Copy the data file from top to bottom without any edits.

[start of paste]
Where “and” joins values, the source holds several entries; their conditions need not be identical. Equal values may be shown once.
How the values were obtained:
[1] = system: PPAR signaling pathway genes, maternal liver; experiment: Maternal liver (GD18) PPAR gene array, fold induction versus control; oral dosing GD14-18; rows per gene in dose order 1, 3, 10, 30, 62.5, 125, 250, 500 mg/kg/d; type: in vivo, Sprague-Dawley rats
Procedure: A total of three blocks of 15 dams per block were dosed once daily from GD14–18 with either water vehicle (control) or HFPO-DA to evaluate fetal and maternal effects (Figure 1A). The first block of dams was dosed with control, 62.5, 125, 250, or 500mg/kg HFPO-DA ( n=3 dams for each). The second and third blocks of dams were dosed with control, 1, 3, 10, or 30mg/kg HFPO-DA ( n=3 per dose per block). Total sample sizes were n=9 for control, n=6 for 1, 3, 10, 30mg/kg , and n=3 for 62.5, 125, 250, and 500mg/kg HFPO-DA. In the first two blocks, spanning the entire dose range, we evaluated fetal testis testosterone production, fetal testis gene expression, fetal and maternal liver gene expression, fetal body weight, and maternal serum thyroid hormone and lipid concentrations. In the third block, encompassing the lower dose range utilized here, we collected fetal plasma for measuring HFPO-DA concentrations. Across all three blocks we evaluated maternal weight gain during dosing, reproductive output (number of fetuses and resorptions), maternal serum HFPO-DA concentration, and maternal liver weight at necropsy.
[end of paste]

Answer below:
Where “and” joins values, the source holds several entries; their conditions need not be identical. Equal values may be shown once.
How the values were obtained:
[1] = system: PPAR signaling pathway genes, maternal liver; experiment: Maternal liver (GD18) PPAR gene array, fold induction versus control; oral dosing GD14-18; rows per gene in dose order 1, 3, 10, 30, 62.5, 125, 250, 500 mg/kg/d; type: in vivo, Sprague-Dawley rats
Procedure: A total of three blocks of 15 dams per block were dosed once daily from GD14–18 with either water vehicle (control) or HFPO-DA to evaluate fetal and maternal effects (Figure 1A). The first block of dams was dosed with control, 62.5, 125, 250, or 500mg/kg HFPO-DA ( n=3 dams for each). The second and third blocks of dams were dosed with control, 1, 3, 10, or 30mg/kg HFPO-DA ( n=3 per dose per block). Total sample sizes were n=9 for control, n=6 for 1, 3, 10, 30mg/kg , and n=3 for 62.5, 125, 250, and 500mg/kg HFPO-DA. In the first two blocks, spanning the entire dose range, we evaluated fetal testis testosterone production, fetal testis gene expression, fetal and maternal liver gene expression, fetal body weight, and maternal serum thyroid hormone and lipid concentrations. In the third block, encompassing the lower dose range utilized here, we collected fetal plasma for measuring HFPO-DA concentrations. Across all three blocks we evaluated maternal weight gain during dosing, reproductive output (number of fetuses and resorptions), maternal serum HFPO-DA concentration, and maternal liver weight at necropsy.